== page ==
Margaret; this woman is organized, intentional and driven by serving the girls in the Teen Squad program, she is articulate and is always ready to collaborate to keep our programs in growth mode

Ericka; she has a gift of speech, she is grateful and possesses the gift of making others feel appreciated, she is driven and displays the definition of grit, she is loyal and passionate about her work

Katherine; she is active in every way, she reads our blog, uses our social media, supports by providing pictures and stories of the work that is being done at the sites so those of us who are not in direct contact with the girls get to experience the beauty of the work we are doing, she is kind, has a gentle demeanor but has a confident voice

Me; competitive, driven and grateful to be able to work with such fine, intelligent women toward an incredible mission (also I think I’m funny)

Masterpiece2Inspired yet? You should be, I hope you each find yourself in a place where your talents, differences and goals are being utilized and grown. We can do so much more together, what may be a painting becomes a masterpiece when you look at every single part that is necessary to create all the beauty that is seen.

To learn more visit our website.

*During the year our Year of Service staff, Interns, University Coordinators and Volunteers will be highlighted…stay tuned to hear more about these incredible people and their impact on girls in Chicago, Bloomington and Baltimore.


A Different Look at Barbie by Meghan Morgan

A Girls in the Game staff member came across this video last week and forwarded it along to a few of us. Check it out.

The general reaction was, “Wow, that’s a cool video. Too bad it’s for Barbie.”

Poor Barbie.

Sure, she’s got completely unrealistic proportions that may give young girls the wrong ideas about body image. You may also frown upon her lifestyle of excess, with her fancy Dreamhouse and multiple sports cars, always heading off to the beach or shopping with friends. But there’s more to Barbie than meets the eye.

3032172-slide-s-1-barbieentrebillboardv3I’ll admit, I don’t stay too current on the latest Barbie news but I took a few minutes to visit the Barbie website and browsed through the different dolls for sale. Sure, there were a lot of Fashionista Barbies but there were also multiple Eye Doctor Barbies, a Film Director Barbie, a Scientist Barbie and a Chef Barbie. So if Mattel is trying to send the message that Barbie can be anything she wants to be, they’re backing that up with their product offerings.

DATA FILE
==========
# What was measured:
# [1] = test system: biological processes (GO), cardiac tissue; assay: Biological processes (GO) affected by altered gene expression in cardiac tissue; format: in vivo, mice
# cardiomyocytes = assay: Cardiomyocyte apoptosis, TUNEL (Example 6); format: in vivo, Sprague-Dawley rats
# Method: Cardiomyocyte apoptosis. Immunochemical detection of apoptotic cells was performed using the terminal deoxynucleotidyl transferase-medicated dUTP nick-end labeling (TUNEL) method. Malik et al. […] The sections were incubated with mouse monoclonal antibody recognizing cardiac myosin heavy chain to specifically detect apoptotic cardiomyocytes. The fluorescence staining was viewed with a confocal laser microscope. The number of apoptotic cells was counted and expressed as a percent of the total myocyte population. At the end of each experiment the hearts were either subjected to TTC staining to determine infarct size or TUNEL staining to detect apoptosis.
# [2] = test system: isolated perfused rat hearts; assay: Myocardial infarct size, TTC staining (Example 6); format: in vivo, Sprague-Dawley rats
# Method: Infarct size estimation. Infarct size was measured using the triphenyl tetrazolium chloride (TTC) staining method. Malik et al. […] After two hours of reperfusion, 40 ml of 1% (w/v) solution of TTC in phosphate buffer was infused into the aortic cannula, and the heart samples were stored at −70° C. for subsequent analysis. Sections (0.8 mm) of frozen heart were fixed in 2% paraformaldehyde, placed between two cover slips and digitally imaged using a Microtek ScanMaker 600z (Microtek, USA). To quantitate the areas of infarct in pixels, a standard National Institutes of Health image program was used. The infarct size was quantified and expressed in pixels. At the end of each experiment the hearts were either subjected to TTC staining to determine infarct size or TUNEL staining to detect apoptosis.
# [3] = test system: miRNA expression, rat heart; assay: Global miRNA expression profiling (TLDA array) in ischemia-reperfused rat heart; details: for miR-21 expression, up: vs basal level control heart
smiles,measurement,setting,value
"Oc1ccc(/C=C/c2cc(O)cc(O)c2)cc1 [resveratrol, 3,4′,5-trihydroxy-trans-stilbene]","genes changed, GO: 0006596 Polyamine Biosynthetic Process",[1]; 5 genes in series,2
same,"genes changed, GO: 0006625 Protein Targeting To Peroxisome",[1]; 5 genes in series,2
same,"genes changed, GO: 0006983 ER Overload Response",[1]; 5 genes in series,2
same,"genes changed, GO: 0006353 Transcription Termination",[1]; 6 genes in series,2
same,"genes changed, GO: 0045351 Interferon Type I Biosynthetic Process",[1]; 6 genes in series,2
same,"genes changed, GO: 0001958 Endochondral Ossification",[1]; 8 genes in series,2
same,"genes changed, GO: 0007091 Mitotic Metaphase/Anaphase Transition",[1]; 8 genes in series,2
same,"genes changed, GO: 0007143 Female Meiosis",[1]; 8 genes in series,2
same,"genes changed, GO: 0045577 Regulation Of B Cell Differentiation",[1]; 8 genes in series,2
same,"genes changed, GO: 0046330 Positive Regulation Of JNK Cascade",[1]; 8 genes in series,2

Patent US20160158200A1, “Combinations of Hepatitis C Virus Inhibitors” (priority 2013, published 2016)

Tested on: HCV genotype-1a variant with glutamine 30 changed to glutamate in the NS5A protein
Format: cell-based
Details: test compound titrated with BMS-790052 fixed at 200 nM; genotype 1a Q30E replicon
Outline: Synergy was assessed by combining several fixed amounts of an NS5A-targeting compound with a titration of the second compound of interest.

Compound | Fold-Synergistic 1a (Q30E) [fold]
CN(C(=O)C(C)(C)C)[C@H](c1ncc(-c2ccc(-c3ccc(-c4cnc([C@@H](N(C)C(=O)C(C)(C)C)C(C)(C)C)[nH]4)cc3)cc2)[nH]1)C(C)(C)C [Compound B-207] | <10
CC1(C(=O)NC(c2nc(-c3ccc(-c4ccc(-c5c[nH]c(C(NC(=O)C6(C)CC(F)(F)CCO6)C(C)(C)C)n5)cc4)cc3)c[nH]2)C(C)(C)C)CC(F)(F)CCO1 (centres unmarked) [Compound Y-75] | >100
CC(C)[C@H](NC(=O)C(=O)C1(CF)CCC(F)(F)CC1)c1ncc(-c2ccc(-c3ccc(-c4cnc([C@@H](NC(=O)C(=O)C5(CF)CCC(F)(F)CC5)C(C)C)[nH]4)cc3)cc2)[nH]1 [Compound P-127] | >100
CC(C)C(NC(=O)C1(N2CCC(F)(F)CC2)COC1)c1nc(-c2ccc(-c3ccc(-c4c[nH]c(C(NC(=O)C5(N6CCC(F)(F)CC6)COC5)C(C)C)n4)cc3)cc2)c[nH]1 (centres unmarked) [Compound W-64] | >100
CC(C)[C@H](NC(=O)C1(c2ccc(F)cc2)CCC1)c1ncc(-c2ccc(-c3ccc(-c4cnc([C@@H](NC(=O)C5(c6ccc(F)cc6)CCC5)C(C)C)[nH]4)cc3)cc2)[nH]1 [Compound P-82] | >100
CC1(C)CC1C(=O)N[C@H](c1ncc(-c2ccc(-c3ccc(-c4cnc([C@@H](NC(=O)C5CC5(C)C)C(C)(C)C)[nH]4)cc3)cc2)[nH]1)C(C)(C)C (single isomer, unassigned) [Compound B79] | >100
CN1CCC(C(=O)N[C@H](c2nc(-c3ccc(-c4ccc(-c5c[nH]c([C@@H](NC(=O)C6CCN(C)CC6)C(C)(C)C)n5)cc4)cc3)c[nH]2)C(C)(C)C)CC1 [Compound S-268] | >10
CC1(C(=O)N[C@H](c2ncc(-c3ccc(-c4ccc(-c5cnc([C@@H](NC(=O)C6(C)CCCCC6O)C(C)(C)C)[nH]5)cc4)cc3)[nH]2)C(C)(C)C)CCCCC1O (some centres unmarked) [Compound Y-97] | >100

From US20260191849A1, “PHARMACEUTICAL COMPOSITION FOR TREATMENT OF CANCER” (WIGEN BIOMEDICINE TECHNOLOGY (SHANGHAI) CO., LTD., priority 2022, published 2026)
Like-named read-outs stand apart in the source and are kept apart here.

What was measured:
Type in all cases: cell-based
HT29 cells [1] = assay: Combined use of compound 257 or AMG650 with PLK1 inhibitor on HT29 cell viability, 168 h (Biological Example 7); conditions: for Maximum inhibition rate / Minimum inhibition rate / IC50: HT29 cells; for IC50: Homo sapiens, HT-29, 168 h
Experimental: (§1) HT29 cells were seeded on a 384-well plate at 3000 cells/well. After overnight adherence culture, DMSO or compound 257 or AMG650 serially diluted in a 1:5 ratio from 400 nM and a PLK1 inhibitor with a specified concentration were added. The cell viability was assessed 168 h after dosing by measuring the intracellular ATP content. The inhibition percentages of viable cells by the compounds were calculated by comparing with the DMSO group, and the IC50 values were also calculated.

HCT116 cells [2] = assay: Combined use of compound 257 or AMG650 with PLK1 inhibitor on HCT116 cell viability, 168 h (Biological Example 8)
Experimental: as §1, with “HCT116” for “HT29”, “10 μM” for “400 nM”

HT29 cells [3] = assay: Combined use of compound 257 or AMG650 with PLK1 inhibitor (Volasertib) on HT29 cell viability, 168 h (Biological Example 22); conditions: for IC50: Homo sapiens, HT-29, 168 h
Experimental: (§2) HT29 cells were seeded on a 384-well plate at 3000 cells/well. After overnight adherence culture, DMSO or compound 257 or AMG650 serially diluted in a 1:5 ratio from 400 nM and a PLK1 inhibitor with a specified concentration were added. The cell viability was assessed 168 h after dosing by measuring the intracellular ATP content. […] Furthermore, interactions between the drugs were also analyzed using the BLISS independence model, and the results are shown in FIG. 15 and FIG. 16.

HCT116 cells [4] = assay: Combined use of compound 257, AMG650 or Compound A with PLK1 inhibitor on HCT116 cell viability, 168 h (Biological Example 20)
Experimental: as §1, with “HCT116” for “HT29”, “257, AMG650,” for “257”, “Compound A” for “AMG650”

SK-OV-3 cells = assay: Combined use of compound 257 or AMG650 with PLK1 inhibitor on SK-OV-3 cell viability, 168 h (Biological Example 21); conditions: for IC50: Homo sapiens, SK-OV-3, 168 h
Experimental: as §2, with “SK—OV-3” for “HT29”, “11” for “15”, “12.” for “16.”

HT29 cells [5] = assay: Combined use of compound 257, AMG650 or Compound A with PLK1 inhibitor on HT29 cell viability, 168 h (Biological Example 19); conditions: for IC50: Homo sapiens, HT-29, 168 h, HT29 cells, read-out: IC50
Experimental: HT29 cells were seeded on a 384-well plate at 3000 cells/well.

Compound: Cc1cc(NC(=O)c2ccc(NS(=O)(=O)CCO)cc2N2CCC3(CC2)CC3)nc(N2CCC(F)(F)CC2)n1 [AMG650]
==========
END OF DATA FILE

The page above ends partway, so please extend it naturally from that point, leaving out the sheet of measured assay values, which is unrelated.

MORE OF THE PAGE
It made me take a second look at how easily my co-workers and I dismissed the well-done video that sends a great message to young girls, simply because it came from Barbie. Were we being prejudicial toward Barbie simply because of her body type and tendencies toward fashion and excess? Was that fair?

At Girls in the Game, we teach girls about diversity. We lead activities that celebrate both similarities and differences and help the girls explore what makes them unique and special. We talk about acceptance and supporting each other. I like to think that we practice those same lessons in our own workplace. Every single person on the Girls in the Game team works hard and contributes something valuable and significant to the work we do and we strive to create a culture of respect and cooperation.

I hope this message that we teach and practice stays with the girls in our programs. I hope they grow up to be the kind of women that support other women. I hope their time with Girls in the Game teaches them that women are stronger together and that it’s always better to lift somebody up rather than tear them down.

Keeping this in mind, I think it’s only fair to give Barbie that same respect and acknowledge the strong message her video sends. So if you haven’t yet, take a minute to watch the video and appreciate the message it sends to young girls – that they can be whatever they want to be and their only limit is their own imagination. And the right shoes. Just kidding.

Intrinsic Value by Anni Rayas

Today, we have a blog from Anni Rayas, one of our After School Coordinators who coaches at our Humboldt Park sites.


This is now my fifth week of coaching and the end of my second month here at Girls in the Game. Coordinating for Humboldt Park has been, thus far, an interesting and rewarding learning experience, and it is intriguing to see how schools that are so close to each other in proximity still have such a wide variety of students and school culture.

Regardless of where they are from, however, many of the girls I work with still share the same struggles. I coach at five different sites and at each one have heard the girls talk about coping with cliques and exclusion, family issues, and the dissonance of beauty and their bodies, among other things. It was a stunning and sad moment to hear a girl at one of my elementary schools say in response to a friend’s compliment, “I dunno. My fat is sticking out today.” And I was surprised to remember exactly what that felt like. I was 11 when I first realized I even had a body, and I quickly learned to hate it as a young girl. I saw a younger variation of myself reflected in that moment, and it hurt.